The Russian culture is re-enforcing itself in India and other countries, particularly in the country, according to a study conducted by the Russian Federation Institute of International Relations (RIII).
“The Russians are one of the most significant and influential foreign cultural influences in India, as they have been for centuries.
For the first time in the history of India, Russian culture has gained international recognition.
Russian culture will be a major force in shaping the future of Indian society, politics and society in general,” says Alexander Krasov, the director of the Institute.
According to the report, the Russian culture in India is based on two key elements.
Firstly, Russian-influenced culture is highly influential in India.
Secondly, it is also deeply rooted in Russian culture.
The Russian influence is reflected in the fact that, in the most developed and cosmopolitan part of India the Russian language has become a major dominant language, while the Russian-language literature is the most widely circulated in the world.
It also makes a major impact in the field of Russian literature, Russian dance and music.
The report said that, with the growing influence of Russian culture, it will be difficult to maintain the status quo.
“There is a growing Russian influence in the Indian media.
There are numerous publications which openly express Russian views.
In recent years, a number of Russian-related documentaries have been made in India,” says Krasow.
The Indian media has also become an important platform for the Russian presence.
Russian language publications in India are well-known in the western world, as well as in the East.
For instance, the influential Russian language magazine Sputnik has been published in New Delhi for the past five years.
In 2012, it was awarded the prestigious prestigious Pulitzer Prize for non-fiction for its coverage of the crisis in Ukraine.
The journal Sputnyaya, which is also published in India in English, is widely read in Russia.
Russian literature has been an integral part of the Russian identity in India for many years.
According the report on Russian cultural influence, there are three main areas where Russian culture exerts its influence.
First, Russian literature is widely popular in India as well.
It is a major topic of discussion in Russian-speaking circles, and is read and discussed by Russian speakers as well, the report says.
Secondly is Russian-based cultural events, such as the annual Moscow Festival of Literature and Dance.
“The Moscow Festival is an event where the Russian and Indian languages meet each other in a dialogue, where all are encouraged to speak and express their respective languages,” said Krasova.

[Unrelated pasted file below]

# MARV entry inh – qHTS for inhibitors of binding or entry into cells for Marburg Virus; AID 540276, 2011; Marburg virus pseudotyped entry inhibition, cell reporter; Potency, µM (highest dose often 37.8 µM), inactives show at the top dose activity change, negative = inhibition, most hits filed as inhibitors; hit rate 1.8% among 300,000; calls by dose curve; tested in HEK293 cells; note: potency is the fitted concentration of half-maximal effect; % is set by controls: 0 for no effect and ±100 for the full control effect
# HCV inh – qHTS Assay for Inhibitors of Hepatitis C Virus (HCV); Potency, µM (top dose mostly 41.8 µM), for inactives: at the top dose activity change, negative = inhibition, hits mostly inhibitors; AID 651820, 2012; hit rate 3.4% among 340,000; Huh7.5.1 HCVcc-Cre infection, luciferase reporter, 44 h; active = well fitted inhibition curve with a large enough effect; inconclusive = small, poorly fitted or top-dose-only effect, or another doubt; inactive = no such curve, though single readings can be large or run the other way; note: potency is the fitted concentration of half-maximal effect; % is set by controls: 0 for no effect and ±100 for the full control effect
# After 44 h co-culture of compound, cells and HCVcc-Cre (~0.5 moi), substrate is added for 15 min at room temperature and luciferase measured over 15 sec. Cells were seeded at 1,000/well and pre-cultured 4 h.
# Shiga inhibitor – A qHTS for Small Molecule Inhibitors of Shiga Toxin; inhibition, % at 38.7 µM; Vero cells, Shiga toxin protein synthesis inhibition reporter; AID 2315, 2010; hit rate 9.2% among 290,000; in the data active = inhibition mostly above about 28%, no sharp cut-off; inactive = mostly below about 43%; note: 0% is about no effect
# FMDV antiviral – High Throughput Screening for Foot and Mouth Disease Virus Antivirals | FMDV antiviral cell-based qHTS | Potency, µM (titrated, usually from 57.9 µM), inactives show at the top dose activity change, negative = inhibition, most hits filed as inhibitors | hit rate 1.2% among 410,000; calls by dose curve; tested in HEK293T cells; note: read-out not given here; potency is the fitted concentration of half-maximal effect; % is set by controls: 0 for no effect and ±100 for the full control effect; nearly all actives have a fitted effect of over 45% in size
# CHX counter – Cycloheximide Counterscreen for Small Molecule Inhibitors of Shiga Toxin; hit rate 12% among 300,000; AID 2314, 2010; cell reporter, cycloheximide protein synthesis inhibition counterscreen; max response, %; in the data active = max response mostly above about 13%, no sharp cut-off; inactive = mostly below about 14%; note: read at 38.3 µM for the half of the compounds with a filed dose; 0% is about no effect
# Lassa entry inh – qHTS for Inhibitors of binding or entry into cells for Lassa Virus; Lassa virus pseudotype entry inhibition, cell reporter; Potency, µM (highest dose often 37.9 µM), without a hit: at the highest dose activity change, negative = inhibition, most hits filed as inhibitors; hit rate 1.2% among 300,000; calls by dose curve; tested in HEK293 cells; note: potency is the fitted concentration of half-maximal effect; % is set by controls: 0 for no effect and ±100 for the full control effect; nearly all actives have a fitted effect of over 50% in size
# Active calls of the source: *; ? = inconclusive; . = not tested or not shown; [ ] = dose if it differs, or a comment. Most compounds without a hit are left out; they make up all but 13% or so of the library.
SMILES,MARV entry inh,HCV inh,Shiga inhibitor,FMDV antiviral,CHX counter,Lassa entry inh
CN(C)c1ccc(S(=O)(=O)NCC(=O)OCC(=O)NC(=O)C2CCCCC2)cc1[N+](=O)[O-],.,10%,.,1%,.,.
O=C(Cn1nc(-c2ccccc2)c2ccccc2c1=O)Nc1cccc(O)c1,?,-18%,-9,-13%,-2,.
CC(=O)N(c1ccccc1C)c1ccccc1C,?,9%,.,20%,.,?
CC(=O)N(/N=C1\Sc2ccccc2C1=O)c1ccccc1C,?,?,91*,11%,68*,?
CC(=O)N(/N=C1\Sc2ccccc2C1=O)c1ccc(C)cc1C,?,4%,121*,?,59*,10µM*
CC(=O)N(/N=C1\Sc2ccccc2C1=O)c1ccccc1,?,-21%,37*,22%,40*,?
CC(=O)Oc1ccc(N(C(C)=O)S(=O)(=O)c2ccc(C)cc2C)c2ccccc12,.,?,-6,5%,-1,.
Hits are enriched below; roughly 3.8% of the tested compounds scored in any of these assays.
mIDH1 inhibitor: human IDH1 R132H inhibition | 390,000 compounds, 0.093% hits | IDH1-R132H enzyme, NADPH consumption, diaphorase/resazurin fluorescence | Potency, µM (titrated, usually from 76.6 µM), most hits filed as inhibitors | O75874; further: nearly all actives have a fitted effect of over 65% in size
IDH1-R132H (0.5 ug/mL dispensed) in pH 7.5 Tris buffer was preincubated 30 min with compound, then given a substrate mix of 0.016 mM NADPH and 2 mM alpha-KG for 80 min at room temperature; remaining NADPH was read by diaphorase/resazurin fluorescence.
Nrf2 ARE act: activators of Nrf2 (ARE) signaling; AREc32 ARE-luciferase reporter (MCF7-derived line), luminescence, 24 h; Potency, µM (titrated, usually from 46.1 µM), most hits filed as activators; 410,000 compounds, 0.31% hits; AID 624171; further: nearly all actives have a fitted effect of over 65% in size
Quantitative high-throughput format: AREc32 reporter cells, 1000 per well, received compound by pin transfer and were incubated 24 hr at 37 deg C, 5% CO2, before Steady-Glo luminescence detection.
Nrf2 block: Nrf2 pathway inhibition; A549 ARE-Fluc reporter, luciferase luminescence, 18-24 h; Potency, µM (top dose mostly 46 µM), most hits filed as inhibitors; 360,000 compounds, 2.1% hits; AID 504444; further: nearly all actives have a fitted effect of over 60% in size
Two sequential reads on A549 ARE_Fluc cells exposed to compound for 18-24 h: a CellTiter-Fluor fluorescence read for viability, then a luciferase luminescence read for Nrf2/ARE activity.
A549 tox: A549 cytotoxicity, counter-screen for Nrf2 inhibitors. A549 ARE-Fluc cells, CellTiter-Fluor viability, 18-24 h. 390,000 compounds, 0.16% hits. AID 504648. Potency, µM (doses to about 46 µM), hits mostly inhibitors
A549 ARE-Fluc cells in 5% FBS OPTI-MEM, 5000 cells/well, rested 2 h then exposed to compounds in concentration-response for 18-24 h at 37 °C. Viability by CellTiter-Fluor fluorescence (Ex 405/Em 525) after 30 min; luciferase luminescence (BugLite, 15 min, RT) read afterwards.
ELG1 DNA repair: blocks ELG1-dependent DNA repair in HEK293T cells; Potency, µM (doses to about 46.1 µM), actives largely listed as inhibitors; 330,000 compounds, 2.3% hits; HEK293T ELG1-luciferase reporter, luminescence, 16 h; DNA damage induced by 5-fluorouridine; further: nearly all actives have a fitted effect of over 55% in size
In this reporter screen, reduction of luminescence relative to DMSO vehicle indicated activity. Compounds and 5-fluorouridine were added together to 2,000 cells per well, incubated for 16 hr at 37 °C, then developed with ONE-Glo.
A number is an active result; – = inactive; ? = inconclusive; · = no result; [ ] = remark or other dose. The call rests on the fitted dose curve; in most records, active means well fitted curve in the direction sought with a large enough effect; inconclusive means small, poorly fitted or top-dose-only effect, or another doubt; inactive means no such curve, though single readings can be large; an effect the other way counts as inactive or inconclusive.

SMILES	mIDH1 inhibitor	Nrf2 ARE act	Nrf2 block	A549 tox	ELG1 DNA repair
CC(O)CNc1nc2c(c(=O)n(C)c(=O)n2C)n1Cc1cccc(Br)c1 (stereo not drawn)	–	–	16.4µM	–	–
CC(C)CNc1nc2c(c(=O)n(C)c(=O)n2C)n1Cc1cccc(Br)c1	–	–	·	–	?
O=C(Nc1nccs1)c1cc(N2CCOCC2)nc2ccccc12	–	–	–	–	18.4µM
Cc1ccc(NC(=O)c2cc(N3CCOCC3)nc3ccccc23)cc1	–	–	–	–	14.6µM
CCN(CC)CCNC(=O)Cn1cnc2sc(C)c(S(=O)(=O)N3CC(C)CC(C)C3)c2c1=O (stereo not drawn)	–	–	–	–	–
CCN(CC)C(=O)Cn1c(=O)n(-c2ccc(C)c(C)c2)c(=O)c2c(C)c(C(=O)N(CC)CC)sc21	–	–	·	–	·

Russian-origin cultural events also play a crucial role in Russian society.
In 2013, Russian writer Nikolai Kondrashov made headlines for his controversial interview with the then Indian Prime Minister Narendra Modi.
The interview was published in Russian, and in Russian newspapers, and was widely condemned by Russian politicians.
In the interview, Modi had said that Russia and India should not be separate countries.
“We need to understand that the future belongs to the Russians, Indians and Muslims.
We should all cooperate to achieve the common goal,” Kondrushov said in the interview.
Kondruschov had criticised Modi for his remark that India is a nation of immigrants, which he has called a mistake.
“What India does is not for us.
India is an independent country, but it is a country that is Indian in history.
And it is for the Indian people to decide what to do,” he had said in a recent interview.
The third area where Russian influence has emerged is in art and cinema.
“Film culture is becoming a major factor in Russian cultural life in India today.
The Russians are active in the Russian cinema world and the Russian films have a large following in India.”
The Russian-Indian film industry has witnessed a rapid growth in recent years.
The first major Russian film was directed by the late Aleksey Prokhorov.
The following years saw the release of numerous Russian films, including films by Sergei Prokhory, Sergei Eisenstein and Andrei Tarkovsky.
According a report by the Institute of Contemporary History and Culture of the University of Moscow, the film industry in Russia has grown from $1 billion in 1992 to $1.3 billion in 2012.
The number of films released annually in the last 10 years alone has more than doubled.
This trend has been mirrored in other countries such as Russia and China.
Russian films and other cultural productions are also seen as part of a major cultural exchange programme between India and Russia.
A film about a Russian-Chinese friendship, the documentary ‘The Chinese Ambassador’, has been produced in India by the Indian-Chinese film production company, BFI.